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AI in Education: False dawn or new hope?

Artificial Intelligence (AI) has firmly entrenched itself in the fabric of our daily lives, transforming industries and reshaping how we interact with technology. In the realm of education, AI's presence is both a topic of excitement and apprehension. The question lingers: is AI in education a false dawn, promising more than it can deliver, or a beacon of new hope, heralding a revolution in learning?

Anyone who has used Generative Artificial Intelligence (GenAI) to any extent is likely to identify the opening paragraph as written by a GenAI tool, ChatGPT in this instance. From my tinkering with GenAI, this is my position on it: it’s not bad, but it lacks creativity, imagination and most importantly, contextual awareness (very much like the opening paragraph). In short, it works, but it’s not great.

I could certainly have spent more time refining the article with generative AI. The only thing I gave the AI systems was a title, generated by good old-fashioned human intelligence. Continued prompting and providing context should have allowed me to engineer the article so that it becomes contextualised. This would make it better, but I am not entirely convinced whether it would ever hit home the way I want this article to hit home…

A New Hope?

That said, GenAI has unlocked a whole new world of potential. That potential is unlocked the minute you realise that it is a tool that helps you get there instead of a tool that does the job for you. Think of a screwdriver vs an electric screwdriver. Both get the job done, but the electric one makes it easier and faster. But, like any good handyman will tell you, you never only carry an electric screwdriver. There are times when a bit of elbow grease is the order of the day. Remove the human, however, and no screw is screwed.

Early in 2023 (after ChatGPT’s release in November 2022), it felt like a new AI tool was being released almost daily. My initial optimism for the incredible impact these tools could have on education was quickly dampened by the realisation that a lot of its power is hidden behind a paywall. A paywall is a term coined to describe the requirement of paid-for accounts to access more advanced features in digital tools. These AI tools offered a few uses before requiring you to pay for it, a payment based on United States spending potential.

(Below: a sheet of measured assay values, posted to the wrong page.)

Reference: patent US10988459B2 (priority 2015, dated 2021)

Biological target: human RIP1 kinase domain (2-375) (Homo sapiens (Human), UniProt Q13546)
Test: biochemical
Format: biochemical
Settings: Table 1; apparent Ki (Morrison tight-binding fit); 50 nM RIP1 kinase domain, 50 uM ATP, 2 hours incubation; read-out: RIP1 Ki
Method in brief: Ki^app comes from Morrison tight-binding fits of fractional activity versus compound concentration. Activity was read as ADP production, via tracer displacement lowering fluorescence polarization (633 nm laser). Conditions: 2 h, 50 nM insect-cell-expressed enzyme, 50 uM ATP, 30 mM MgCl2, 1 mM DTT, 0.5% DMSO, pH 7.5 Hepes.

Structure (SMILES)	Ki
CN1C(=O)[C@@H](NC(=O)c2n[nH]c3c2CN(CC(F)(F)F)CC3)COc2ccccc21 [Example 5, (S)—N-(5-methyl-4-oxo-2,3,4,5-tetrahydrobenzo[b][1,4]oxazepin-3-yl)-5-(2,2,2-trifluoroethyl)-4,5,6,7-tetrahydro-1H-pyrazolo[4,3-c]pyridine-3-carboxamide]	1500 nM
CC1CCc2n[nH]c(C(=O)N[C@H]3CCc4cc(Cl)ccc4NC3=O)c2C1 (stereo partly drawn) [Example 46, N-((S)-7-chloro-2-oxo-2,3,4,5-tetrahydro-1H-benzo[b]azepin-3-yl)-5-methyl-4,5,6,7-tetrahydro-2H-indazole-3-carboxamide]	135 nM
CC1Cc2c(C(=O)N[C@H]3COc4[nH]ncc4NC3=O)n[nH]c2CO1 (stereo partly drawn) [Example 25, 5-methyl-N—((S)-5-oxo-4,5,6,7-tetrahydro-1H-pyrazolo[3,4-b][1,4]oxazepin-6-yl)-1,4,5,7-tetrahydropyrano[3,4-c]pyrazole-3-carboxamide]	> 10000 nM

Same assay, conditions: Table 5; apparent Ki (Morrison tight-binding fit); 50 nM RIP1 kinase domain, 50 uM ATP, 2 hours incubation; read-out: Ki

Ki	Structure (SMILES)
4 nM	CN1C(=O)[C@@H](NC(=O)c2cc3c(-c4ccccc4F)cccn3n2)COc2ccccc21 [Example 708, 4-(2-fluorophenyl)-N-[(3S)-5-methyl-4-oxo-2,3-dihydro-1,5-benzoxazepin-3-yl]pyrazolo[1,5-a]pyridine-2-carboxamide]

This simply doesn’t work in the South African context. Our focus is still, understandably, on infrastructure needs and we are still some ways away from realising the value of these paid-for accounts. Realistically we also can’t afford licenses priced for first-world countries. Thus in early 2023, I was quite despondent in the realisation that many of these great AI tools would be available to only a select few, further exacerbating the issue of the digital divide and driving inequality.

Suddenly, things shifted. In the EdTech space, we are incredibly lucky that not all of it is driven by corporate greed. There still seems to be an element of care and consideration for learners, an almost philanthropic spirit lingering around. Towards the end of 2023, a lot of these paywalls suddenly seemed to be coming down. Even the paywalls that are still in place, were significantly lowered, offering real opportunities for developing countries to access advanced features. 

Quizizz, for example, initially had its Quizizz AI tool behind a paywall. It was incredibly frustrating watching videos explaining amazing new tools and knowing that we wouldn’t realistically be able to use them in the majority of our schools. Now, while they still have premium features available for paid-for accounts, a lot of the AI-enhanced features are available for free. For example, the Quizizz Chrome add-on embeds a button on your browser which can create AI-generated quizzes for a website, document, presentation and even YouTube videos. And it’s entirely free.

There are many other examples where the AI tools for education that were initially only accessible to the well-to-do are now being made available for free. This makes me very hopeful that we could see a real impact. Generative AI could drive the democratisation of knowledge and information which was part of the early promise of the GenAI hype machine at the start of 2023.

What gives me even more hope is how accessible Generative AI is becoming. With Meta AI now available in WhatsApp, Facebook and Instagram, it has effectively become accessible on the go, in our pockets. This brings it much closer to the average user and no longer only the tech enthusiast. Add to that the relatively low data usage of text-based GenAI and low costs of mobile WhatsApp bundles and we could see the digital divide start narrowing. 

ChatGPT opened Pandora’s box and we’re yet to see what fully emerges. While I am still optimistic about the potential impact of AI, we should tread carefully. The severe societal impact of social media showed us the dangers inherent to a far-reaching disruptive technology if left unchecked. AI has the potential to cause even more havoc if we do not consider the ethical and moral issues surrounding it.

We cannot afford not to face the question of AI in Education head-on. We should all be talking about it, tinkering with it and considering how it could impact our classrooms. We are only 16 months into this rollercoaster and I, for one, can’t wait to see where it takes us.  

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Jaco Van Niekerk 

Deputy Chief Education Specialist: Teacher Professional Development